1
\$\begingroup\$

From wikipedia -Ref1

  • The skin effect also reduces the effective thickness of laminations in power transformers, increasing their losses.

From eddy current article in wikipedia-Ref2

  • "Eddy currents are minimized in these devices by selecting magnetic core materials that have low electrical conductivity (e.g., ferrites) or by using thin sheets of magnetic material, known as laminations.
  • The shorter the distance between adjacent laminations (i.e., the greater the number of laminations per unit area, perpendicular to the applied field), the greater the suppression of eddy currents

As per theory, as the resistance increases , eddy currents and corresponding losses are minimized $$ Losses= V^2/R$$ (V is the induced EMF in magnetic core due to magnetic field variations)

Due to skin effect, the ac resistance of magnetic core is higher. Hence shouldn't it cause a decrease in eddy current and corresponding losses in magnetic core? Then how does Ref1 statement hold good?

Please note that Iam talking about eddy current and skin effect in magnetic core and not in conducting wires (Ref 1 talks about magnetic core laminations).

\$\endgroup\$
1
  • 1
    \$\begingroup\$ Wikipedia can be edited by anyone so is not rigorous. So read it for broad strokes only and don't treat every little nuance mentioned as being rigorous and accurate, especially if it seems off. Read section II.A "Eddy Current Loss": spectrum.library.concordia.ca/977954/1/Pillay2013a.pdf \$\endgroup\$
    – DKNguyen
    Commented Apr 30, 2022 at 18:26

2 Answers 2

1
\$\begingroup\$

The confusion arises from a category error, I think -- skin effect is core loss!

If there were no skin effect, we would know that the conductivity of the core is zero, and thus core loss is zero.

For any nonzero core loss, there is some eddy current flowing in it, and thus opposition to applied magnetic field, thus some shielding effect, and some dissipation. Indeed, this applies even when the loss is not due to eddy currents as such: steel and ferrites also exhibit skin effect due to hysteresis losses. Both loss mechanisms have the same effect on the amplitude and phase of the fields within them, so skin effect still applies. Cool, huh?

This means core loss is a matter of scale: at a given frequency, a thicker core will have higher losses. Which is indeed the observed effect: we use thinner steel laminations to work at higher frequencies, or much lower loss materials like ferrite. And among ferrites, "low loss" simply means lower conductivity and hysteresis loss -- compare common MnZn ferrites, to high-frequency NiZn ferrites with substantially lower conductivity.

Ferrites have losses low enough that we don't usually think of them in terms of skin effect at all, though there are still circumstances where it applies. Large transformers for industrial power supplies can run out of effective core area / incur excessive core losses, when very large cores are needed. We can calculate the skin depth: it's 10s of cm for typical materials and frequencies. Large stuff indeed! (I've personally worked with power transformers in induction heating applications, which are constructed using bricks of ferrite -- partly because you can't get massive core shapes in small quantities to begin with, and partly because the air gap between bricks lets some field pass alongside them, to the same effect as laminated steel.)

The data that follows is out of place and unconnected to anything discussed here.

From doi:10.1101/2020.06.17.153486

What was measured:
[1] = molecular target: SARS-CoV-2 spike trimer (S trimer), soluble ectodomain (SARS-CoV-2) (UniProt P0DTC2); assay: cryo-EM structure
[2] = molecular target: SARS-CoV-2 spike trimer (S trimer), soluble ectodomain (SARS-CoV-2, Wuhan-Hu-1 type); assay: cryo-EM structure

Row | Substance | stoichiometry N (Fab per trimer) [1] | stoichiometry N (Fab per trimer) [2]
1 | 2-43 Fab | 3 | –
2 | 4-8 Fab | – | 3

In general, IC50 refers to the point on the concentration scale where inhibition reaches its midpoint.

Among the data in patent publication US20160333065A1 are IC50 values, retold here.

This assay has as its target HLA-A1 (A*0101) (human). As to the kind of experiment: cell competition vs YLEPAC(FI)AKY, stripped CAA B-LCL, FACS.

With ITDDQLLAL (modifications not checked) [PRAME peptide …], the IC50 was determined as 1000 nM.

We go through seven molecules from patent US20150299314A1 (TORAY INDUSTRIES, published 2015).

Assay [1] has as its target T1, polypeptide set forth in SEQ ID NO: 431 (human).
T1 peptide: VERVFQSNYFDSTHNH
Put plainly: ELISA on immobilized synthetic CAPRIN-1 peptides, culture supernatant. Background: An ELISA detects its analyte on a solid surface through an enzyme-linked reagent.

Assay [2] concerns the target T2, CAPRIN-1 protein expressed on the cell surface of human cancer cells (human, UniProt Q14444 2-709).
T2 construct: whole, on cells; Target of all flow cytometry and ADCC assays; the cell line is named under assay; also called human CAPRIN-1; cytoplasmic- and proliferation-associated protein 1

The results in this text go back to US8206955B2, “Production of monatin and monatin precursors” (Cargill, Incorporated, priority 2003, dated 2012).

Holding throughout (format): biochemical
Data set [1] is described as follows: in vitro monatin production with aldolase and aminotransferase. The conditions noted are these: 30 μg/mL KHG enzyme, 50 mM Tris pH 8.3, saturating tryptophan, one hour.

Note the other effect I just mentioned: skin effect is a shielding effect. It prevents magnetic field from penetrating the full cross-section of the core, so reduces the total cross section available for use. You might naively expect that a transformer can handle proportionally more voltage at higher frequency -- assuming you have means to dissipate the extra core loss -- but in fact, as skin effect begins to dominate, the core will begin to saturate as only the outer layer is carrying full flux density. Since skin effect goes as \$\sqrt{f}\$, so too Vmax goes as \$\sqrt{f}\$. (In the skin effect limit, that is; it is still proportional for lower frequencies, where the full cross section of the core is available to the field.)

We can generalize still further, and consider what it means when EM waves decay over distance through any lossy medium. We can express bulk resistivity as complex permeability or permittivity, and find that metals simply have an extraordinarily high index of refraction; which is to say, waves travel very slow in it, which makes sense why the skin depth is rather shallow in relation to the [free space] wavelength.

\$\endgroup\$
1
\$\begingroup\$

At around 50 Hz, skin effect, which increases in proportion with frequency is considered to be negligible in conductors of less than centimeter or so. Eddy current lamination loss predominates and is roughly proportional to frequency squared. Therefore this loss is all that is usually considered in a silicon iron power transformer cores along with hysteresis loss. At higher frequencies, in say for example a nickel iron cored audio transformer operating at 15kHz, skin effect definitely comes into play. It effectively reduces the thickness of the laminations and actually considerably reduces eddy current loss, but at the expense of core permeability and flux saturation. The expert in this subject, GAV Sowter, doesn't even mention eddy current loss in his audio frequency transformer write up. See https://www.sowter.co.uk/pdf/GAVS.pdf

\$\endgroup\$

Your Answer

By clicking “Post Your Answer”, you agree to our terms of service and acknowledge you have read our privacy policy.

Not the answer you're looking for? Browse other questions tagged or ask your own question.